The Astrolabe

An astrolabe is a kind of inclinometer or clinometer, also known as a tilt meter, gradient meter or slope gauge (among other things). As its various names suggest, it is used for measuring things like the angle of a slope, or the angle of elevation of an object above the horizon. Astrolabes have been used since ancient times, both for navigation and for pinpointing the position of various celestial objects. The astrolabe is believed to have been invented in Greece in around 150 BCE, possibly by the Greek astronomer and mathematician Hipparchus of Nicaea (circa 190 - circa 120 BCE). The example shown below dates from 1326 CE, and is known as the Chaucer astrolabe. It is one of the earliest known examples of a European astrolabe, and can be seen at the British Museum.

The Chaucer astrolabe - copyright Trustees of the British Museum

The Chaucer astrolabe © Trustees of the British Museum

An astrolabe like the one shown above is typically made of brass, and consists of a number of moving parts. The main body of the instrument is a large disk called the mater (which is Latin for mother) which has a raised border so that it can accommodate a number of thin, flat, circular plates. The ring around the edge of the mater (called the limb) typically has marks representing degrees or hours (or both). Each circular plate (or tympanum) is marked with circles representing altitude and azimuth for a particular latitude. The instrument can be dismantled and reassembled so that the tympanum most closely representing the latitude at which it is being used is on top of the others, and can thus be seen.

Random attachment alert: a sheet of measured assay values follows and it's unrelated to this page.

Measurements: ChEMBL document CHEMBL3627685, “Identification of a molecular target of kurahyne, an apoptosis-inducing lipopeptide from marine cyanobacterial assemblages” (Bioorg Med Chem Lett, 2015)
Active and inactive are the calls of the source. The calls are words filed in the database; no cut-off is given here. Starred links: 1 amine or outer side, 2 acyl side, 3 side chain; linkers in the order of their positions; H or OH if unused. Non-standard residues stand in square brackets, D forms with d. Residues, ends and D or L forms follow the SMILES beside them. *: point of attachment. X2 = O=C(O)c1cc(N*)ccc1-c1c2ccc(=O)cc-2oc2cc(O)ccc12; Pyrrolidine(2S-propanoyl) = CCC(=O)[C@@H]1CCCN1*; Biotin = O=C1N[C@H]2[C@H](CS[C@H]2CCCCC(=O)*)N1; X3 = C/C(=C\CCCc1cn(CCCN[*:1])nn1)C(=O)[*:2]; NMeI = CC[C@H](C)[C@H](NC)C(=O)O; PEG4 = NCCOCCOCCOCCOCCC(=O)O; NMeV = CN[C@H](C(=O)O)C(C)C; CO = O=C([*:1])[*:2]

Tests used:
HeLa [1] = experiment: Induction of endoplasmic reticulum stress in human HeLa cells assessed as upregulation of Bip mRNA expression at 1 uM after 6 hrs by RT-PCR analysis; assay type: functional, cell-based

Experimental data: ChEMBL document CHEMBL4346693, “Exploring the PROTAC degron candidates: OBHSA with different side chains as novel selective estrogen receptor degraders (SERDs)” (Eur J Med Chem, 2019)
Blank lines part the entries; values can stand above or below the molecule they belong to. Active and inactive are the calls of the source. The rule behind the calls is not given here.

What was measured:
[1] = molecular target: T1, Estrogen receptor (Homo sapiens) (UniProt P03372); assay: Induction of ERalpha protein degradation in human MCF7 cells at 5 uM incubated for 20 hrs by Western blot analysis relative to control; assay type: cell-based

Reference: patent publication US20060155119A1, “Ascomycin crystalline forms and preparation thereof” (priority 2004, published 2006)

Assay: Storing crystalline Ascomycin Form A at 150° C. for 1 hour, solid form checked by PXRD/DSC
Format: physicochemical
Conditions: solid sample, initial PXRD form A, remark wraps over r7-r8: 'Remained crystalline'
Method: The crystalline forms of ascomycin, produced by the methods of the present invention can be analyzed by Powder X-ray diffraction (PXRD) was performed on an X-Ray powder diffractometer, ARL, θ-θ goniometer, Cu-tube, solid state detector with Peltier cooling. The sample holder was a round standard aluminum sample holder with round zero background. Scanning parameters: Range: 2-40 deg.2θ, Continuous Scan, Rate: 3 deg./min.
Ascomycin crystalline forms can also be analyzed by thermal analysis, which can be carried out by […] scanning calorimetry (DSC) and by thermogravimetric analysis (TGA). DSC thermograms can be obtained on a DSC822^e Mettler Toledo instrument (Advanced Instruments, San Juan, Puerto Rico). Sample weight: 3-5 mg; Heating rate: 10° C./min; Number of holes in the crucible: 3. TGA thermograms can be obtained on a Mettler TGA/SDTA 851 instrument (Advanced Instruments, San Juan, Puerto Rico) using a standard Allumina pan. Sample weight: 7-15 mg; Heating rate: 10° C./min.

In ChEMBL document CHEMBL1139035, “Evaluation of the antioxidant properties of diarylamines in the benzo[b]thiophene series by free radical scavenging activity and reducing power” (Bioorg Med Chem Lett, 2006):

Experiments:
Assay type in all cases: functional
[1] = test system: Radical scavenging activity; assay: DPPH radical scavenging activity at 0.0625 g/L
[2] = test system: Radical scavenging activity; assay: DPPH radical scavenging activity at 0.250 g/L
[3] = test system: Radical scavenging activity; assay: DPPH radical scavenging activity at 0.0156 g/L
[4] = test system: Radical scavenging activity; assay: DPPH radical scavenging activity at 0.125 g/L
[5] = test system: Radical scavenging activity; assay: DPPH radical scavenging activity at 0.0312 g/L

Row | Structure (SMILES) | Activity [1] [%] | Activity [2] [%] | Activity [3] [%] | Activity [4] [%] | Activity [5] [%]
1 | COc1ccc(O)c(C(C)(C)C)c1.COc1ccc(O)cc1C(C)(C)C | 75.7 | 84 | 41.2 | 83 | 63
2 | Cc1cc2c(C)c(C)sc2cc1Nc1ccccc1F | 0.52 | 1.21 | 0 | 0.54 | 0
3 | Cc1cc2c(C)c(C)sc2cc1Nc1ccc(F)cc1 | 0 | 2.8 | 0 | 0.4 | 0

On top of this assembly sits a circular framework called the rete, through which the tympanum immediately beneath it can be seen. This framework includes a circular element called the ecliptic, which represents the path followed by the Sun during the course of a year, and various pointers that represent the positions of some of the brightest stars. Above the rete is an object that looks like a clock hand, called the rule. The whole assembly is held together by a central pin, allowing the rule and rete to rotate over the tympanum. The back of the instrument is engraved with scales that are used for measuring angles. A swivel-mounted ring at the top of the astrolabe allows it to be suspended using a chord during use.

The astrolabe is a versatile instrument that can be used for many different purposes, including timekeeping during both the day and night, determining the latitude of the user, and calculating the positions of stars, planets and other celestial objects. Astrolabe design became more sophisticated and increasingly ornate over time. Indeed, some examples could probably be considered to be works of art in their own right. The functionality of the astrolabe was also extended, to the point where it could be used for literally hundreds of different purposes.

Many fine examples of astrolabes were produced in the Islamic world during a period stretching from the ninth to the thirteenth centuries CE. During this time the Islamic empire included Spain, most of North Africa and the Middle East, and in the East it extended as far as the borders of China and India. Islamic explorers used the instrument to study the heavens for the purposes of navigation, whilst Islamic scholars made similar observations in order to determine prayer times, and to find the direction in which Mecca lay. Much of the scientific knowledge of the Islamic world eventually found its way to Europe via Spain, and a number of notable examples of astrolabes were produced in Europe during the Renaissance period.